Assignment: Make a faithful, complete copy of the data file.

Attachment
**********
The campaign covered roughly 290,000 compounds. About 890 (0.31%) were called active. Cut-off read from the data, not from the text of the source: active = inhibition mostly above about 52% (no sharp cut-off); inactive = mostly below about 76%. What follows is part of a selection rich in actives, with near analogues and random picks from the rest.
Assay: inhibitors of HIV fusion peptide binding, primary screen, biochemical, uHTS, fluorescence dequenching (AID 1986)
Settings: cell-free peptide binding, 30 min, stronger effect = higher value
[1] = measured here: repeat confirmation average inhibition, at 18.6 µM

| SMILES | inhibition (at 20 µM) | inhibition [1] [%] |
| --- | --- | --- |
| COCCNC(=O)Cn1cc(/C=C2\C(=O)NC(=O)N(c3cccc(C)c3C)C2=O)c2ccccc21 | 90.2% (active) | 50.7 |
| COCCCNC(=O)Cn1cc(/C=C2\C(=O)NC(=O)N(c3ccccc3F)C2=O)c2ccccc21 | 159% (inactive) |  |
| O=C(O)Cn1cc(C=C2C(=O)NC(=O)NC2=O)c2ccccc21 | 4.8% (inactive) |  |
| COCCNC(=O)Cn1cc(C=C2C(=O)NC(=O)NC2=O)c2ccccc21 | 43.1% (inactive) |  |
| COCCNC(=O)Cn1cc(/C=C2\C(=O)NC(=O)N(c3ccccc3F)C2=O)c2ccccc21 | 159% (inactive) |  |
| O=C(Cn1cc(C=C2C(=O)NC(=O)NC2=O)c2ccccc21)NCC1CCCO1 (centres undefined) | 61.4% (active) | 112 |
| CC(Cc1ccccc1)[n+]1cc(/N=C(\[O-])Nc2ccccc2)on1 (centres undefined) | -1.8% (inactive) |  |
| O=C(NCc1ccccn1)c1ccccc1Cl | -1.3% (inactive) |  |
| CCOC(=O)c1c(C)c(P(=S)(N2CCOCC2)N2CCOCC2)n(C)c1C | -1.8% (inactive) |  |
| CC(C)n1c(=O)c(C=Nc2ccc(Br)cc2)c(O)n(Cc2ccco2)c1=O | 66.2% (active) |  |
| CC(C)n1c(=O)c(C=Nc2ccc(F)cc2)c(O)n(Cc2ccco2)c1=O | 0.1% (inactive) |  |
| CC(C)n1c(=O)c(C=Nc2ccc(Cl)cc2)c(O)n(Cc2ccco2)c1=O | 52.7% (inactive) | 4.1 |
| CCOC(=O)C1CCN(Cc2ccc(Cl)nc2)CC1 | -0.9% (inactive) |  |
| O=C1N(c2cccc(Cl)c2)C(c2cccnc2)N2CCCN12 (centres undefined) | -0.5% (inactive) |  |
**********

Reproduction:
The campaign covered roughly 290,000 compounds. About 890 (0.31%) were called active. Cut-off read from the data, not from the text of the source: active = inhibition mostly above about 52% (no sharp cut-off); inactive = mostly below about 76%. What follows is part of a selection rich in actives, with near analogues and random picks from the rest.
Assay: inhibitors of HIV fusion peptide binding, primary screen, biochemical, uHTS, fluorescence dequenching (AID 1986)
Settings: cell-free peptide binding, 30 min, stronger effect = higher value
[1] = measured here: repeat confirmation average inhibition, at 18.6 µM

| SMILES | inhibition (at 20 µM) | inhibition [1] [%] |
| --- | --- | --- |
| COCCNC(=O)Cn1cc(/C=C2\C(=O)NC(=O)N(c3cccc(C)c3C)C2=O)c2ccccc21 | 90.2% (active) | 50.7 |
| COCCCNC(=O)Cn1cc(/C=C2\C(=O)NC(=O)N(c3ccccc3F)C2=O)c2ccccc21 | 159% (inactive) |  |
| O=C(O)Cn1cc(C=C2C(=O)NC(=O)NC2=O)c2ccccc21 | 4.8% (inactive) |  |
| COCCNC(=O)Cn1cc(C=C2C(=O)NC(=O)NC2=O)c2ccccc21 | 43.1% (inactive) |  |
| COCCNC(=O)Cn1cc(/C=C2\C(=O)NC(=O)N(c3ccccc3F)C2=O)c2ccccc21 | 159% (inactive) |  |
| O=C(Cn1cc(C=C2C(=O)NC(=O)NC2=O)c2ccccc21)NCC1CCCO1 (centres undefined) | 61.4% (active) | 112 |
| CC(Cc1ccccc1)[n+]1cc(/N=C(\[O-])Nc2ccccc2)on1 (centres undefined) | -1.8% (inactive) |  |
| O=C(NCc1ccccn1)c1ccccc1Cl | -1.3% (inactive) |  |
| CCOC(=O)c1c(C)c(P(=S)(N2CCOCC2)N2CCOCC2)n(C)c1C | -1.8% (inactive) |  |
| CC(C)n1c(=O)c(C=Nc2ccc(Br)cc2)c(O)n(Cc2ccco2)c1=O | 66.2% (active) |  |
| CC(C)n1c(=O)c(C=Nc2ccc(F)cc2)c(O)n(Cc2ccco2)c1=O | 0.1% (inactive) |  |
| CC(C)n1c(=O)c(C=Nc2ccc(Cl)cc2)c(O)n(Cc2ccco2)c1=O | 52.7% (inactive) | 4.1 |
| CCOC(=O)C1CCN(Cc2ccc(Cl)nc2)CC1 | -0.9% (inactive) |  |
| O=C1N(c2cccc(Cl)c2)C(c2cccnc2)N2CCCN12 (centres undefined) | -0.5% (inactive) |  |